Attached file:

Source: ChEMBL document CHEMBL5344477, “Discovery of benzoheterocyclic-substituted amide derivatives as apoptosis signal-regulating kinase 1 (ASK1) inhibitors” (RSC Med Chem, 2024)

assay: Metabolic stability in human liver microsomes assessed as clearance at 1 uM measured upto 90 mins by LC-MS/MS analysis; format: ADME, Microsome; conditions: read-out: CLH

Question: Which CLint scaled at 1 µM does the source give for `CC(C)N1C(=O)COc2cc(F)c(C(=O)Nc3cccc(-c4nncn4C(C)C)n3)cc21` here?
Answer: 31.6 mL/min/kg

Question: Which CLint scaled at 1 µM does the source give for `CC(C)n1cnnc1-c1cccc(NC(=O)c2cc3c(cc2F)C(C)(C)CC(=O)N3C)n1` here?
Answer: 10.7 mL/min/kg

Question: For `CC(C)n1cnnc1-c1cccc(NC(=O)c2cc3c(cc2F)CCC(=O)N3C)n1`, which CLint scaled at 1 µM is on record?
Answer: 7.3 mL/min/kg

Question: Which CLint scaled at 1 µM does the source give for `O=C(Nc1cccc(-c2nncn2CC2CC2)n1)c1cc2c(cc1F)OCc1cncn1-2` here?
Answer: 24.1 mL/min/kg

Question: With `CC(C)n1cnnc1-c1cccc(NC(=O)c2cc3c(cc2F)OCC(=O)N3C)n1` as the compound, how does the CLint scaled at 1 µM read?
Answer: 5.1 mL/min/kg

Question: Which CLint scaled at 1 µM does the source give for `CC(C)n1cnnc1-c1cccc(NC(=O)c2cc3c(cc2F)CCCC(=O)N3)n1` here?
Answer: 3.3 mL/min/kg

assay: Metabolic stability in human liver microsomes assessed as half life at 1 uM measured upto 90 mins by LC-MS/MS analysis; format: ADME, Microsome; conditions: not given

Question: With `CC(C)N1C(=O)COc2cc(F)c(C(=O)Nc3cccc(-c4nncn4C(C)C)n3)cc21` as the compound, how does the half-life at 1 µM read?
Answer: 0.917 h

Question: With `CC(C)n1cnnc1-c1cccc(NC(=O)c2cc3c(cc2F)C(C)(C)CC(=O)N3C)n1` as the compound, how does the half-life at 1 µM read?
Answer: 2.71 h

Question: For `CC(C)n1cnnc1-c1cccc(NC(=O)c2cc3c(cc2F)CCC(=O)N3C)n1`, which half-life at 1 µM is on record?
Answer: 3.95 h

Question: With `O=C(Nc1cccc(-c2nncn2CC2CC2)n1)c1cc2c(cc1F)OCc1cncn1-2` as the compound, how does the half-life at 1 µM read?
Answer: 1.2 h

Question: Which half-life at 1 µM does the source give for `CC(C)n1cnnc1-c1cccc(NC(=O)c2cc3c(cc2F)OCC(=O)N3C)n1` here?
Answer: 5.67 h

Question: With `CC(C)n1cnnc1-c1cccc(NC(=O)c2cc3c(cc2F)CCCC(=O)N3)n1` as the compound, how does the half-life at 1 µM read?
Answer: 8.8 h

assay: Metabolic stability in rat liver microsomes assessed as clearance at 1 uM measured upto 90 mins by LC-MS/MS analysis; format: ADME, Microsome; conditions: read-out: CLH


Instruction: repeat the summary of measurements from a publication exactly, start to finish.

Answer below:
Source: ChEMBL document CHEMBL5344477, “Discovery of benzoheterocyclic-substituted amide derivatives as apoptosis signal-regulating kinase 1 (ASK1) inhibitors” (RSC Med Chem, 2024)

assay: Metabolic stability in human liver microsomes assessed as clearance at 1 uM measured upto 90 mins by LC-MS/MS analysis; format: ADME, Microsome; conditions: read-out: CLH

Question: Which CLint scaled at 1 µM does the source give for `CC(C)N1C(=O)COc2cc(F)c(C(=O)Nc3cccc(-c4nncn4C(C)C)n3)cc21` here?
Answer: 31.6 mL/min/kg

Question: Which CLint scaled at 1 µM does the source give for `CC(C)n1cnnc1-c1cccc(NC(=O)c2cc3c(cc2F)C(C)(C)CC(=O)N3C)n1` here?
Answer: 10.7 mL/min/kg

Question: For `CC(C)n1cnnc1-c1cccc(NC(=O)c2cc3c(cc2F)CCC(=O)N3C)n1`, which CLint scaled at 1 µM is on record?
Answer: 7.3 mL/min/kg

Question: Which CLint scaled at 1 µM does the source give for `O=C(Nc1cccc(-c2nncn2CC2CC2)n1)c1cc2c(cc1F)OCc1cncn1-2` here?
Answer: 24.1 mL/min/kg

Question: With `CC(C)n1cnnc1-c1cccc(NC(=O)c2cc3c(cc2F)OCC(=O)N3C)n1` as the compound, how does the CLint scaled at 1 µM read?
Answer: 5.1 mL/min/kg

Question: Which CLint scaled at 1 µM does the source give for `CC(C)n1cnnc1-c1cccc(NC(=O)c2cc3c(cc2F)CCCC(=O)N3)n1` here?
Answer: 3.3 mL/min/kg

assay: Metabolic stability in human liver microsomes assessed as half life at 1 uM measured upto 90 mins by LC-MS/MS analysis; format: ADME, Microsome; conditions: not given

Question: With `CC(C)N1C(=O)COc2cc(F)c(C(=O)Nc3cccc(-c4nncn4C(C)C)n3)cc21` as the compound, how does the half-life at 1 µM read?
Answer: 0.917 h

Question: With `CC(C)n1cnnc1-c1cccc(NC(=O)c2cc3c(cc2F)C(C)(C)CC(=O)N3C)n1` as the compound, how does the half-life at 1 µM read?
Answer: 2.71 h

Question: For `CC(C)n1cnnc1-c1cccc(NC(=O)c2cc3c(cc2F)CCC(=O)N3C)n1`, which half-life at 1 µM is on record?
Answer: 3.95 h

Question: With `O=C(Nc1cccc(-c2nncn2CC2CC2)n1)c1cc2c(cc1F)OCc1cncn1-2` as the compound, how does the half-life at 1 µM read?
Answer: 1.2 h

Question: Which half-life at 1 µM does the source give for `CC(C)n1cnnc1-c1cccc(NC(=O)c2cc3c(cc2F)OCC(=O)N3C)n1` here?
Answer: 5.67 h

Question: With `CC(C)n1cnnc1-c1cccc(NC(=O)c2cc3c(cc2F)CCCC(=O)N3)n1` as the compound, how does the half-life at 1 µM read?
Answer: 8.8 h

assay: Metabolic stability in rat liver microsomes assessed as clearance at 1 uM measured upto 90 mins by LC-MS/MS analysis; format: ADME, Microsome; conditions: read-out: CLH